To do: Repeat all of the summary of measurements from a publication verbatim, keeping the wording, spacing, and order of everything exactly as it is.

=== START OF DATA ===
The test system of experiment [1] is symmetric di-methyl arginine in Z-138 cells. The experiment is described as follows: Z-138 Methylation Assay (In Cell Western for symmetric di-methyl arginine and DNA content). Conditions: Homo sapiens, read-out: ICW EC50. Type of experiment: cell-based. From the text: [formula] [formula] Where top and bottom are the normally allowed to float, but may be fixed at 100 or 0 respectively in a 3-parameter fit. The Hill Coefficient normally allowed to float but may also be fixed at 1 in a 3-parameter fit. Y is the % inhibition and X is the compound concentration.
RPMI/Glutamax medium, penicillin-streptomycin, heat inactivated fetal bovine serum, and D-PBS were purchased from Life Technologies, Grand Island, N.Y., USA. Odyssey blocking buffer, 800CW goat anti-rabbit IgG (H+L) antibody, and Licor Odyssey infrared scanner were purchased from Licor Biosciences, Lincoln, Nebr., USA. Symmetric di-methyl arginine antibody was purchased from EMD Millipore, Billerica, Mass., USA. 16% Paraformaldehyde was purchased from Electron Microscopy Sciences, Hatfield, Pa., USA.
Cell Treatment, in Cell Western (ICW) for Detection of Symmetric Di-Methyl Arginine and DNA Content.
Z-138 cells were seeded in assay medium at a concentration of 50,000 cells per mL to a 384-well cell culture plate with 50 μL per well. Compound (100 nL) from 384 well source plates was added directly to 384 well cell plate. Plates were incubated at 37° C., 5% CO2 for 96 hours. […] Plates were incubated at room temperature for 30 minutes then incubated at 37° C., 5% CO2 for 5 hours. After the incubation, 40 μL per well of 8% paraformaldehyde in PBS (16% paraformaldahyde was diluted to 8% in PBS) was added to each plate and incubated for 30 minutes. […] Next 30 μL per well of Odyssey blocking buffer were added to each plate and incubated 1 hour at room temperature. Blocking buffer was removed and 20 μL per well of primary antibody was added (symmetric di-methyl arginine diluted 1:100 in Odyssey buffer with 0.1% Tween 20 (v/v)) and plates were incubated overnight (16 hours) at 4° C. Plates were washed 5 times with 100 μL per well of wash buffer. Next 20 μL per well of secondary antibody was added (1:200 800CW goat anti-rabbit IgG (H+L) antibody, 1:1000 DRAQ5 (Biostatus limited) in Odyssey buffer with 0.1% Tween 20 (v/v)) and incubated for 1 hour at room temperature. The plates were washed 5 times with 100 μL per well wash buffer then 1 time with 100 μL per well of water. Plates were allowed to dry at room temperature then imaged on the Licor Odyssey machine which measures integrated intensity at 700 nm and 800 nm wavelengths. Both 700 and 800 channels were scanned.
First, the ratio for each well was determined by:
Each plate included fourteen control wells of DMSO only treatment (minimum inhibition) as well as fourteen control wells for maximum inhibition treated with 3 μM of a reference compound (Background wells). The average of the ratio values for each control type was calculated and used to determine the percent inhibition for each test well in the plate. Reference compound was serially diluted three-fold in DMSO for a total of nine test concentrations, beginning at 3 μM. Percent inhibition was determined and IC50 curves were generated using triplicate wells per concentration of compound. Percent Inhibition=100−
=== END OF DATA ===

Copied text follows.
The test system of experiment [1] is symmetric di-methyl arginine in Z-138 cells. The experiment is described as follows: Z-138 Methylation Assay (In Cell Western for symmetric di-methyl arginine and DNA content). Conditions: Homo sapiens, read-out: ICW EC50. Type of experiment: cell-based. From the text: [formula] [formula] Where top and bottom are the normally allowed to float, but may be fixed at 100 or 0 respectively in a 3-parameter fit. The Hill Coefficient normally allowed to float but may also be fixed at 1 in a 3-parameter fit. Y is the % inhibition and X is the compound concentration.
RPMI/Glutamax medium, penicillin-streptomycin, heat inactivated fetal bovine serum, and D-PBS were purchased from Life Technologies, Grand Island, N.Y., USA. Odyssey blocking buffer, 800CW goat anti-rabbit IgG (H+L) antibody, and Licor Odyssey infrared scanner were purchased from Licor Biosciences, Lincoln, Nebr., USA. Symmetric di-methyl arginine antibody was purchased from EMD Millipore, Billerica, Mass., USA. 16% Paraformaldehyde was purchased from Electron Microscopy Sciences, Hatfield, Pa., USA.
Cell Treatment, in Cell Western (ICW) for Detection of Symmetric Di-Methyl Arginine and DNA Content.
Z-138 cells were seeded in assay medium at a concentration of 50,000 cells per mL to a 384-well cell culture plate with 50 μL per well. Compound (100 nL) from 384 well source plates was added directly to 384 well cell plate. Plates were incubated at 37° C., 5% CO2 for 96 hours. […] Plates were incubated at room temperature for 30 minutes then incubated at 37° C., 5% CO2 for 5 hours. After the incubation, 40 μL per well of 8% paraformaldehyde in PBS (16% paraformaldahyde was diluted to 8% in PBS) was added to each plate and incubated for 30 minutes. […] Next 30 μL per well of Odyssey blocking buffer were added to each plate and incubated 1 hour at room temperature. Blocking buffer was removed and 20 μL per well of primary antibody was added (symmetric di-methyl arginine diluted 1:100 in Odyssey buffer with 0.1% Tween 20 (v/v)) and plates were incubated overnight (16 hours) at 4° C. Plates were washed 5 times with 100 μL per well of wash buffer. Next 20 μL per well of secondary antibody was added (1:200 800CW goat anti-rabbit IgG (H+L) antibody, 1:1000 DRAQ5 (Biostatus limited) in Odyssey buffer with 0.1% Tween 20 (v/v)) and incubated for 1 hour at room temperature. The plates were washed 5 times with 100 μL per well wash buffer then 1 time with 100 μL per well of water. Plates were allowed to dry at room temperature then imaged on the Licor Odyssey machine which measures integrated intensity at 700 nm and 800 nm wavelengths. Both 700 and 800 channels were scanned.
First, the ratio for each well was determined by:
Each plate included fourteen control wells of DMSO only treatment (minimum inhibition) as well as fourteen control wells for maximum inhibition treated with 3 μM of a reference compound (Background wells). The average of the ratio values for each control type was calculated and used to determine the percent inhibition for each test well in the plate. Reference compound was serially diluted three-fold in DMSO for a total of nine test concentrations, beginning at 3 μM. Percent inhibition was determined and IC50 curves were generated using triplicate wells per concentration of compound. Percent Inhibition=100−